British Columbia is home to a couple of well known natural Hot Springs yet one is not so easy for just anyone to enjoy.
Holidays were upon us and we decided to head north to Liard Hot Springs which is North of Ft. Nelson just below the Yukon boarder.
I have heard from many in my area of the Northern Peace Region that the springs are a true natural gem and their remoteness keeps them this way.
It took us a couple of days to get to the Springs from Fort St John. We spent the night in Ft Nelson and took our time as we wanted to stop at sights as we came across them. We realized quickly how removed you are from society as we quickly lost cell service and were with out service the trip so make sure you are well prepared as you will be relying on the good nature of people if you need help.
We were now on nature’s terms and she showed us her beauty in vast and abundant landscapes.
It was very clear with the distance we were travelling I strongly suggest taking advantage of online reservable sites at the park. There are sites you can get into if passing by yet the park fills up quite quickly. Some campers leave as early as 6am so be prepared to be there early. Don’t fret though as there is an overflow lot across from the park which helps you get a head start.
This is a British Columbia Provincial Campsites and they are known for being beautiful, clean and private. We were at the springs for 6 days and were able to have campfires for the greater portion of our stay yet local forest fires quickly changed this status.
The main attraction of this park is obviously the Hot Springs. You can visit the Springs for a $10 entry fee or it is part of your camping site fee. There are change rooms and washrooms as well as picnic tables for day use visitors.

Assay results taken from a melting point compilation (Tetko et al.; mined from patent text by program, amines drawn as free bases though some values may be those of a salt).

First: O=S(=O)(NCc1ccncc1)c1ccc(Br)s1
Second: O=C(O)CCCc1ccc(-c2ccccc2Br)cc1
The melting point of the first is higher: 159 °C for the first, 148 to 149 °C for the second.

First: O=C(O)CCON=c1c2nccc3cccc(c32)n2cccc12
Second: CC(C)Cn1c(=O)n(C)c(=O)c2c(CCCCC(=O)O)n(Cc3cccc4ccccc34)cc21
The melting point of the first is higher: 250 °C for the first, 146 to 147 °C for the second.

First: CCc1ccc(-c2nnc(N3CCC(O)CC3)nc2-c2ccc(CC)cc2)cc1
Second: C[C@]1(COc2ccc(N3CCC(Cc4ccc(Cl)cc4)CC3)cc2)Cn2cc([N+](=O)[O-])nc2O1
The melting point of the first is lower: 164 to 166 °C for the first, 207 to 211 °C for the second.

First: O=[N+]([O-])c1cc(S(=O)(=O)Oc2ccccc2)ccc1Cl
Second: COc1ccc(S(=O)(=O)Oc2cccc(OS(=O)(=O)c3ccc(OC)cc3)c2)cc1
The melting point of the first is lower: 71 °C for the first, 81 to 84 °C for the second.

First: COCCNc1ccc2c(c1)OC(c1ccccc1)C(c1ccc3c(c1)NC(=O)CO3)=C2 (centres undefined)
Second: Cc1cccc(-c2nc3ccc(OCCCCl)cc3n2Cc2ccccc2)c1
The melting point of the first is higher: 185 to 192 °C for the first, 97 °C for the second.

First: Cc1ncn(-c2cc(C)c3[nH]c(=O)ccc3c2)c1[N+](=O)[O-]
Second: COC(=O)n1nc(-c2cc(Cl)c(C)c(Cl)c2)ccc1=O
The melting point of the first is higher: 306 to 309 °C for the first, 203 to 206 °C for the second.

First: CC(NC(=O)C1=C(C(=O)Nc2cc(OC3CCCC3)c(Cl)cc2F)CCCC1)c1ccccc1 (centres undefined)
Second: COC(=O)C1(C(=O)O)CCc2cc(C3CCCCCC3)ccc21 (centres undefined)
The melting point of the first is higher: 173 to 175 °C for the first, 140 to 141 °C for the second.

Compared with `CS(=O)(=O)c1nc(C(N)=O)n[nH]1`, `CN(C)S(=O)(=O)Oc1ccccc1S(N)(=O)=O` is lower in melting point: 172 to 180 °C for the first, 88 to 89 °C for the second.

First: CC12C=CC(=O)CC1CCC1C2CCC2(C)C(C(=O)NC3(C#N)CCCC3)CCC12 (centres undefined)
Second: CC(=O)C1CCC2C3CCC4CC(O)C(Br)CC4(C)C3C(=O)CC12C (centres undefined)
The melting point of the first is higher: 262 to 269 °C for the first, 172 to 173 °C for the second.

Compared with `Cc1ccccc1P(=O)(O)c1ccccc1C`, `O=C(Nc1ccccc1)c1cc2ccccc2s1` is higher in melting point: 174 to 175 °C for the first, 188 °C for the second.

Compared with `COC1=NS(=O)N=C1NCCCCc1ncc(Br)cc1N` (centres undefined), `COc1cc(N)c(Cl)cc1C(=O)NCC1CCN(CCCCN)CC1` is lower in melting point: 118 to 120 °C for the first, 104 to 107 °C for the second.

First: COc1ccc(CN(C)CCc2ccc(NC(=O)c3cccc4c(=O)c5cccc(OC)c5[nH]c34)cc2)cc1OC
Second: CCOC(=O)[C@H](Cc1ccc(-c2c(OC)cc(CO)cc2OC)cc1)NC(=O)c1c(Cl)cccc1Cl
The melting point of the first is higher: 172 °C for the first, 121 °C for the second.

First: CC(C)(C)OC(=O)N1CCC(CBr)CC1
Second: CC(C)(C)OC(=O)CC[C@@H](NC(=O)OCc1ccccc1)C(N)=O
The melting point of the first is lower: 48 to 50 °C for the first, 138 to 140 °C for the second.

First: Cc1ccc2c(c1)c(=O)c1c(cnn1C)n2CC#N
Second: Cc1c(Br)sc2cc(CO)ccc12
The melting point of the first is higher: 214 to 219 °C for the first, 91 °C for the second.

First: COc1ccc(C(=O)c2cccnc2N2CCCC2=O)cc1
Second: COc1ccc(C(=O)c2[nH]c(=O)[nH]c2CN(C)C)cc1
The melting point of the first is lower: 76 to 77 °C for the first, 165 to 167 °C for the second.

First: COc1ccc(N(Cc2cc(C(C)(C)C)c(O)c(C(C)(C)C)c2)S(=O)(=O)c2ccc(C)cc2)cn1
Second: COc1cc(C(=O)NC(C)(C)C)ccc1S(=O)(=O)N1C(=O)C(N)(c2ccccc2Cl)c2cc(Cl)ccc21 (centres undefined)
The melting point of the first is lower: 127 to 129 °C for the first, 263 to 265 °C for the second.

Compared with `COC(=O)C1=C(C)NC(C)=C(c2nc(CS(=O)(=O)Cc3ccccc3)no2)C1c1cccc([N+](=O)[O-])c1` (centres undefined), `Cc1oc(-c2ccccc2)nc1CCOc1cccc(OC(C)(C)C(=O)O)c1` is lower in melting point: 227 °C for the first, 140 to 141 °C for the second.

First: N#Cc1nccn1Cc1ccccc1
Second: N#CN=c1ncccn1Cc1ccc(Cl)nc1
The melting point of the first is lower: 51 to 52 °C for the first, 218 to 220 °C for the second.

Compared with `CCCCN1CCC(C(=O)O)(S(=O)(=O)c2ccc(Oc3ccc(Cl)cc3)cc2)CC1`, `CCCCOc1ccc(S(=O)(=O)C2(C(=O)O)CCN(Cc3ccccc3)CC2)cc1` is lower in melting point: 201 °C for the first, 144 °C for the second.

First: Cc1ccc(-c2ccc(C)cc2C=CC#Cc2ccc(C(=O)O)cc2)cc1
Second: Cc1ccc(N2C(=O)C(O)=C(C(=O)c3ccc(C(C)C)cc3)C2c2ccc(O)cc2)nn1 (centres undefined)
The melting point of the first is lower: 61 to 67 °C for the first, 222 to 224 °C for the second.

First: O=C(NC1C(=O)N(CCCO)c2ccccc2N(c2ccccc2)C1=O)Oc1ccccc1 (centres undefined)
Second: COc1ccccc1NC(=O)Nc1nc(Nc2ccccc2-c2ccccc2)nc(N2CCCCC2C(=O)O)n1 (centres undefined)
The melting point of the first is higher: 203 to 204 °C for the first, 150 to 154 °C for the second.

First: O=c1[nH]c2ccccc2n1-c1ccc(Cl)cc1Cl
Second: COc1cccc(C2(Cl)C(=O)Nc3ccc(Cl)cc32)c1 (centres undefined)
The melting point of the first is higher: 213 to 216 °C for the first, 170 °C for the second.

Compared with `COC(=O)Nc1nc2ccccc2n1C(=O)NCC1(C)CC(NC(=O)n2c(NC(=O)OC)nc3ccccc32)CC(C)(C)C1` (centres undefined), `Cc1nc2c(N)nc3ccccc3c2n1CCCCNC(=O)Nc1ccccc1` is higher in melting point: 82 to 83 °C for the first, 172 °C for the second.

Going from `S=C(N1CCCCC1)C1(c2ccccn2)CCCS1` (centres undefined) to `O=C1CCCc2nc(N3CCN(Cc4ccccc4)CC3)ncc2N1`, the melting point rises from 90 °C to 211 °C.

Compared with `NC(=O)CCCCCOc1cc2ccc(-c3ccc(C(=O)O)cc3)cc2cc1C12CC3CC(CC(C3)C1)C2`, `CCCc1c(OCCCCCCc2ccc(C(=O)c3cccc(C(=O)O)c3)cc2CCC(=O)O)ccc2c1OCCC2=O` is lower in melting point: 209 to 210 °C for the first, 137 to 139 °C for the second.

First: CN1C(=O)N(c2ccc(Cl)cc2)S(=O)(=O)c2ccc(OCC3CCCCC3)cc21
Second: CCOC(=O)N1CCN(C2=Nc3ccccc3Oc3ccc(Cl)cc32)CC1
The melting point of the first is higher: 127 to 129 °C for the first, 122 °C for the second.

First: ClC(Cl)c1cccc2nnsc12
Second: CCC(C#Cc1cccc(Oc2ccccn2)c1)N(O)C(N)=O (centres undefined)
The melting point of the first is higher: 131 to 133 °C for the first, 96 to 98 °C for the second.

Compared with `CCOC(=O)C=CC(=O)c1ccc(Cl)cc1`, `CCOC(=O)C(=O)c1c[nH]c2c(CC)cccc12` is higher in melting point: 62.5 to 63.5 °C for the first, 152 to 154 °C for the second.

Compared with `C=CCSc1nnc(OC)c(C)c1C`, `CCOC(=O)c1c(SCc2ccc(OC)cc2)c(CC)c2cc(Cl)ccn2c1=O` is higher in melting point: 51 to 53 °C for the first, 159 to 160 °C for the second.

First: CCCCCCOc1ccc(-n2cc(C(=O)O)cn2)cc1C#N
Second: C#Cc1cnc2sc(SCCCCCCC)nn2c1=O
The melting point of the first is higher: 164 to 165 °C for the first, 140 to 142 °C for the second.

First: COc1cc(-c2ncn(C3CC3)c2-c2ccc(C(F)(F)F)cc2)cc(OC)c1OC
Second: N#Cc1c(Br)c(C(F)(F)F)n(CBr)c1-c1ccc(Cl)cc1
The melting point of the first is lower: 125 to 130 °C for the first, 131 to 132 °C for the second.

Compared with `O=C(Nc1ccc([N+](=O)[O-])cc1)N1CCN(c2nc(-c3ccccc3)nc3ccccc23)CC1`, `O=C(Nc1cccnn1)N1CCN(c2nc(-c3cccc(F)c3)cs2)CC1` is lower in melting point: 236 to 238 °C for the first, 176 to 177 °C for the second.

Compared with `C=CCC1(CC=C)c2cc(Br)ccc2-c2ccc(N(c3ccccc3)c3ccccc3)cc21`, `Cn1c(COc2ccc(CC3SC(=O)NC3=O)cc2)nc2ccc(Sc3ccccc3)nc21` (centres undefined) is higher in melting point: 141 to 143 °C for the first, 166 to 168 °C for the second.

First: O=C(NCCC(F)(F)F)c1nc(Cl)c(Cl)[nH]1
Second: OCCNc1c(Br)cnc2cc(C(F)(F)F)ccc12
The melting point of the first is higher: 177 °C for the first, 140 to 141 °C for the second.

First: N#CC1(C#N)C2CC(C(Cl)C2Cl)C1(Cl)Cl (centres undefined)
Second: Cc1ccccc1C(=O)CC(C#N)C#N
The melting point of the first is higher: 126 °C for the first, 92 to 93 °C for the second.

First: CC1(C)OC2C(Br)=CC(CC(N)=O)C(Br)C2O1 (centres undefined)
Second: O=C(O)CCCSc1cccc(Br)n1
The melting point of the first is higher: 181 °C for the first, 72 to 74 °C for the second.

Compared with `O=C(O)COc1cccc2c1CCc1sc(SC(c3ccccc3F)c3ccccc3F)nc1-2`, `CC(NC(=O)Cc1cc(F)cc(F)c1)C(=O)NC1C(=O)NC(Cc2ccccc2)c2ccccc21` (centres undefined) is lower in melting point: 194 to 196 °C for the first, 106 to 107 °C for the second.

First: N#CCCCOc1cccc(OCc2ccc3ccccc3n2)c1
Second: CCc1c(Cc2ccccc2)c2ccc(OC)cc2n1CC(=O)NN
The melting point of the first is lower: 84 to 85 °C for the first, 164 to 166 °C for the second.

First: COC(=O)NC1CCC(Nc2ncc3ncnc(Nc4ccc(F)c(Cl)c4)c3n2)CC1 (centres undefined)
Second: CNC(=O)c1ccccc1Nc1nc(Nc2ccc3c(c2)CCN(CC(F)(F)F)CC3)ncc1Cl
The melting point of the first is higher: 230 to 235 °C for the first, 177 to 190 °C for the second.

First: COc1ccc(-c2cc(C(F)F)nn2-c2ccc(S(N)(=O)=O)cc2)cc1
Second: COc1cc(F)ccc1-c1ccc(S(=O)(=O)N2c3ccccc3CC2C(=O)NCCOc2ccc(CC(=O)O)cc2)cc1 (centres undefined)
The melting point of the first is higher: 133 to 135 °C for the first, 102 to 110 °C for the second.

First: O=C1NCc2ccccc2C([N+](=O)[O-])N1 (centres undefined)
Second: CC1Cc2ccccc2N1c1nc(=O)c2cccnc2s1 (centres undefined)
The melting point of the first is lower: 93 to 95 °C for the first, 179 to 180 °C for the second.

The boardwalk to the springs is 700 metres in length. It is steady and well maintained and you are expected to stay on the boardwalk to protect the surrounding flora and fauna. This park is open all year and I feel the springs would be an equally amazing experience in the winter.
Following the board walk there are several interpretation placards to tell you about the surroundings of the springs.
As you round the final bend of the boardwalk the sound of water falling and the smell of sulphur greet you.
This beautiful oasis opens before your eyes, cedar structures that compliment nature drawing you into her medicinal pools of relief.
Bodies of every shape and colour, coming together to bath in the waters. Testing the temperatures of both the upper and lower pools. Some float, some find the underwater benches. Some nestle into the division of the pools where there is a water fall.
No matter which way the body is, you can see happy eyes and content postures that show everyone is having a nice time.
Over the several days spent here I would learn the water temperature fluctuates as does the visitors. The pools can go from being very private to super busy. Not one pool is more or less popular than the other.
Suggested times to be submerged are 15-20 minutes in the hot pool as this pool can reach temperatures of 53C (137.4F) at its source. You are advised that over use can cause hyperthermia which is the opposite of hypothermia.
Ladies please know if you are wearing your jewellery into the pools it will temporarily tarnish due to mineral content in the water.
Liard Hot Springs is truly a natural hidden Gem we are truly lucky to have access to. As it was first discovered by the Kaska First Nations people as they lived and hunted in the area. In 1835 Trappers and prospectors would then come across the hot pools recorded by The Hudson’s Bay Company.
It would be the construction of the Alaska Hwy in 1942 that would see the first boardwalk constructed to enable access to the pools yet it was not until 1957 that this area was officially designated as a park to protect this very unique and special place.
If you have the good fortune to travel north, make sure you include the springs on your list of destinations.